Bar / Bat Mitzvahs

Planning a Bar Mitzvah or Bat Mitzvah in your family? We are the number one choice of many Jewish families throughout the Bay Area for kosher and non-kosher catering services. We offer full-service kosher catering under strict rabbinic supervision using our own kosher kitchen. Because of our many years of service, we know and understand the preferences of local temples.


Some of our kosher menu options include:

  • Kiddush Menu (from $5.50 and up)
  • Buffet lunch stations
  • Kosher hot & cold hors d’ouvres
  • Station buffets
  • Kid’s menus
  • Vegetarian buffet
  • Mediterranean buffet
  • Southwestern buffet
  • Pacific Rim


We can provide complete in-house planning services from our office, or work with your designated on-site coordinator at the event. Below is a typical schedule of events for a bar/bat mitzvah. We will work with you to customize your special event.

0:00 Guests Arrive To Kiddush/Hors d’oeuvres
0:30 Havdalah (Saturday evening reception only)
0:35 Motzi Over The Hallah
0:40 Introduction Of Family & Bar/Bat/B’nai Mitzvah Star(s)
0:45 Hora
0:55 Meal Begins
1:15 1st & 2nd Game/Activity With Kids (Adults Still Eating)
1:45 Optional Candle Lighting/Balloon Ceremony
1:55 Optional Toast/Thank You Speech by Parent
2:00 Audience Participaton Dancing Begins
2:15 Open Dancing Begins
2:45 Bar/Bat/B’nai Mitzvah Cake or Desert
3:00 Additional Dancing/Audience Participation Resumes
3:55 Last Dance


The celebration of this religious rite has been a custom since the Middle Ages. During this era, a young Jewish man reached majority at the age of twenty. This is when he was considered to be responsible for his own financial and military obligations. The only change in his status as he passed from childhood through adolescence was at the age of thirteen. This is when his father no longer was considered responsible for his religious conduct or education. This was accomplished with the pronouncement of a simple benediction.

A Jewish girl is traditionally considered to have reached her religious majority at the age of twelve years and one day. Despite her earlier maturity, it is only in recent years with the growth of Jewish egalitarianism that Bat Mitzvah as a religious ceremony has become popular. In the past, a small family dinner was held to honor the girl’s twelfth birthday, and her parents would simply recite a traditional blessing freeing them from the responsibility of her religious conduct. Today, an increasing number of Jewish congregations have embraced the idea of offering to thirteen-year old girls the same privileges and responsibilities at her Bat Mitzvah that a boy receives at his Bar Mitzvah.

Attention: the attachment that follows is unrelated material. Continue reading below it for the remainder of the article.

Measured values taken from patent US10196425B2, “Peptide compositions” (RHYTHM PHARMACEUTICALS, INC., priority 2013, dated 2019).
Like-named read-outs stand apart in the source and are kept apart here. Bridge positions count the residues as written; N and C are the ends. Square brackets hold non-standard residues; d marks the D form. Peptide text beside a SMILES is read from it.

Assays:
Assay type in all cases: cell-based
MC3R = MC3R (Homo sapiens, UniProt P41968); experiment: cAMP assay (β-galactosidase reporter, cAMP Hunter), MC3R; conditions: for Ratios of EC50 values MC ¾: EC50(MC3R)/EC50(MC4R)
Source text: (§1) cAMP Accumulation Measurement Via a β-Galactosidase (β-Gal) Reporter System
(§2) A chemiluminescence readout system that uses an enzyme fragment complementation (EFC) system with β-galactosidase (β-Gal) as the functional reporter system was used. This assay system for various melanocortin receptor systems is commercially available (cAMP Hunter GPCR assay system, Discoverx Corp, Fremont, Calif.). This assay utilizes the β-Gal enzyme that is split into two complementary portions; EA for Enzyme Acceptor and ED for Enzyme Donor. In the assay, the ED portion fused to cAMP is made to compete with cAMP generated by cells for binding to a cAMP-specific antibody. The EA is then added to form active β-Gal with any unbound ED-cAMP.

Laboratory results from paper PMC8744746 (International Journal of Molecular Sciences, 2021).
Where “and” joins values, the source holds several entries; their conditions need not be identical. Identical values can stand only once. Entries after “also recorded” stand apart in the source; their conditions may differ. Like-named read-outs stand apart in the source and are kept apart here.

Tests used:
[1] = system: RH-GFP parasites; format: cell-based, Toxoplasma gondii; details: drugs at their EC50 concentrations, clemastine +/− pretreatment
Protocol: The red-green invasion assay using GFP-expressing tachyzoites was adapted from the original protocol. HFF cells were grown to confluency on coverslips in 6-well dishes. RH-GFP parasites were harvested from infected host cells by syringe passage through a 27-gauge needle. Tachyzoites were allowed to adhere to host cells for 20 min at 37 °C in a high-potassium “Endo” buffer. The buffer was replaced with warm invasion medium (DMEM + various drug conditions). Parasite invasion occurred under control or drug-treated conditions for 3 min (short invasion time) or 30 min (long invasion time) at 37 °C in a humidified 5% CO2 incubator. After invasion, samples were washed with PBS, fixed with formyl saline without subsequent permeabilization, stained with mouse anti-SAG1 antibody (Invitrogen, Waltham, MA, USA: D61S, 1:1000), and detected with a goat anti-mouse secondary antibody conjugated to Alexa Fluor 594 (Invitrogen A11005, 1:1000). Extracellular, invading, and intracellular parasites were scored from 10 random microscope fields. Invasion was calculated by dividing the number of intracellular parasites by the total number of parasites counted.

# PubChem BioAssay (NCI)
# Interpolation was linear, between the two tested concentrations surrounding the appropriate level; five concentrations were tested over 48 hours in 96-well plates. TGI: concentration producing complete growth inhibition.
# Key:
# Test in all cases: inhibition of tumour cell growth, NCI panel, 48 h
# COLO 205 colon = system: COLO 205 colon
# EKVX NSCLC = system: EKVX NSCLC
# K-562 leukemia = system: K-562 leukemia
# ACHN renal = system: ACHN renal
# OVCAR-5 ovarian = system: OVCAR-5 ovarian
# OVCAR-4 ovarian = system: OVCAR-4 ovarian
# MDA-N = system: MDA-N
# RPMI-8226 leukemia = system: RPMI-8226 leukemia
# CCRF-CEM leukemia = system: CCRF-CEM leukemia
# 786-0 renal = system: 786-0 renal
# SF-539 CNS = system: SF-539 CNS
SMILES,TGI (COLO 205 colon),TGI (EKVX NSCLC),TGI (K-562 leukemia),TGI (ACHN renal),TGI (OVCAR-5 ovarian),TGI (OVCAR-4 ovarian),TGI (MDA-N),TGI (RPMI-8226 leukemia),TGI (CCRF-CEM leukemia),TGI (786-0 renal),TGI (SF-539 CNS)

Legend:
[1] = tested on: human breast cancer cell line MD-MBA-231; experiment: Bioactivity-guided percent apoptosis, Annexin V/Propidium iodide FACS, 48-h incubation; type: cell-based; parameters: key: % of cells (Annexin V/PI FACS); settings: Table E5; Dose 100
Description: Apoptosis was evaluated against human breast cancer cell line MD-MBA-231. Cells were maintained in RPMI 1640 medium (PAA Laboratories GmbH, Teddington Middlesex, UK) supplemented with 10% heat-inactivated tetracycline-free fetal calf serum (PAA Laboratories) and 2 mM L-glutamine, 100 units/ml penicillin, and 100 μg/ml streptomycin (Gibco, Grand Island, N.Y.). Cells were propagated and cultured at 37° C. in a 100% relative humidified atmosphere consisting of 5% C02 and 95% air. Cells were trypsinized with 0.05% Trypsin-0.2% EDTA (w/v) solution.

A party celebrating the fulfillment of this religious commandment (seudat-mitzvah) often follows the religious ceremony. This may begin with a kiddush (sanctification of wine and sharing of Hallah). The simhah (joyous celebration) announces the child’s attainment of religious majority at a party that is held outside of the synagogue. The Bar Mitzvah (for boys), Bat Mitzvah (for girls), and B’nai Mitzvah (for girls) also offer some families the opportunity to have an extended family retreat that may also include a trip to Israel.

We look forward to helping you with your upcoming family event. Please contact our office at (650) 968-9308 for catering information regarding your special celebration!